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What is a Colt 1991?

Discussion in 'Handguns: Autoloaders' started by eldon519, Nov 4, 2007.

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  1. eldon519

    eldon519 Member

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    I tried using the search function and checking Colt's webpage, but couldn't find an answer. Does anyone know what the differences are between a Colt 70 Series and a Colt 1991? Also, does anyone know which lineage the .38 Super guns belong to?
     
  2. Magnumite

    Magnumite Member

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    1991 Colts had a lesser finish and followed the military configuration. Other wise, they are the same. That is my take on it so far. Some of Colt guys will probably chime in.
     
  3. bannockburn

    bannockburn Member

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    I think that the Colt 1991 was a carryover of the Series 80 guns; that is , they still retained the firing pin safety. I also think that while they had certain enhancements like high visibility sights, wide grip safeties, etc., they were also more plainly finished; matte blue or stainless vs. the older high polish blue. Kind of like a no frills finish in line with the original 1911A1.
     
  4. sam815

    sam815 Member

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    Like bannockburn stated, it's a carryover of the Series 80. I purchased one several years ago, and proceeded to customize mine. Here's a photo of it:
     

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  5. Hunter0924

    Hunter0924 Member

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    The 1991A1 was a continuation of the 1911A1 with the Series 80 firing pin safety added and a nylon MSH and trigger (using a parkerized or matt blue finish). The 1991 is the current model of basic Government Model offered by Colt with a blued finish and wooden stocks (though a stainless is offered with the hard rubber stocks).
    They are also known by ORM and NRM (old roll mark is 1991A1 and new roll mark is 1991).
    The current Series 70 Repo is without a firing pin safety but uses a solid barrel bushing. I do believe some did come with a Series 80 extractor (also available in stainless that was not an original offering).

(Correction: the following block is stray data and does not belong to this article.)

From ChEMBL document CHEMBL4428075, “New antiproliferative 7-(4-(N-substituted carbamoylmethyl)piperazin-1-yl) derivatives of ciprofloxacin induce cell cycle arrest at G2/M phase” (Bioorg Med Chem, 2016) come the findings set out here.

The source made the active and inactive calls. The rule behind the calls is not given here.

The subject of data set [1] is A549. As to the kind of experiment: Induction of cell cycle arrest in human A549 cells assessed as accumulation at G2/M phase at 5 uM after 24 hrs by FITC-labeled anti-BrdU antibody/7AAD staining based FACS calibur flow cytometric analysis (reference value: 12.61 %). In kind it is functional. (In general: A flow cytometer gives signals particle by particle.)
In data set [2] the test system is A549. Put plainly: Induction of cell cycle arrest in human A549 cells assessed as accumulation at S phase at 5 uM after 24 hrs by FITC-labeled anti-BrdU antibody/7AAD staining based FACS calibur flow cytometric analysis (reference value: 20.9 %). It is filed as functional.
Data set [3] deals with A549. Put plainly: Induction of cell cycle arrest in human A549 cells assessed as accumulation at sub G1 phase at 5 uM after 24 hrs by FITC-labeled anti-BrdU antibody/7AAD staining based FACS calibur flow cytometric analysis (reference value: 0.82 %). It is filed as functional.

The Super .38 came about in 1929 as an improvement over the .38 Automatic. Though dimensionally identical the Super .38 was capable of operating at a higher pressure increasing muzzle velocity.
     
  6. Magnumite

    Magnumite Member

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    Thanks, Hunter. That clears it for me :cool:
     
  7. Logan5

    Logan5 Member

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    The Colt Super .38 Automatic was originally a different and distinct model, with it's own roll mark and serial number range. Colt stopped doing that around 1969-70, and folded it back into the Series 70/Series 80 guns. A current example will have all the series 80 markings, except for .38 Super instead of .45 ACP.
     
  8. Hunter0924

    Hunter0924 Member

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    Magnumite you are very welcome.
    When I referred to the identical dimensions I was referring to the Super .38 round compared to the .38 Automatic.
    Here is a picture of Serial number 1 Colt Super .38 on display at the Hartford Conn. state library. I went there the day before I toured the Colt factory.
    [​IMG]
     
  9. eldon519

    eldon519 Member

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    Does anyone know if the current crop of Colt 1991 .38 Supers come with ramped/fully-supported barrels?
     
  10. bannockburn

    bannockburn Member

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    I don't know, but I kind of doubt it. Colt has never been really quick on updating and modifying their existing product lines, probably from a financial standpoint. It took the successes of other manufacturer's taking away market share before they felt compelled to do anything about updating their 1911 pistols. Look how long it took them with the Super 38 to go from headspacing on the rim, to headspacing on the case mouth, something custom barrel makers had been doing for a number of years. Also the supported barrels were designed primarily for competition shooters who were pushing the Super 38 to rather dangerous limits in order to make Major power factor. If you were going to do that (frame cut and supported barrel), then chances are you were going to do a lot of other mods to the gun anyways, and Colt wouldn't benefit financially from that either. So why go to the added expenses of design and tool changes to modify an existing model for a relatively small number of competitive shooters, when the majority of your buyers are satisfied with the gun already.
     
  11. Hunter0924

    Hunter0924 Member

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    eldon the 1991 Colts do not come with a ramped barrel nor do any Colt Government Models in any caliber. The few gunsmiths I know prefer the standard set up of barrel and feed ramp instead of a ramped barrel.
     
  12. eldon519

    eldon519 Member

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    I was just curious about it because hot .38 Super loads seem to have a nasty habit of occasionally blowing out cases in unsupported barrels. Ramped barrels are usually fully supported.
     
  13. Hunter0924

    Hunter0924 Member

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    I have shot factory +P Super .38 (still not very hot) and warm handloads (still in spec) Supers through my various Colt Super .38 without and case issues.
     
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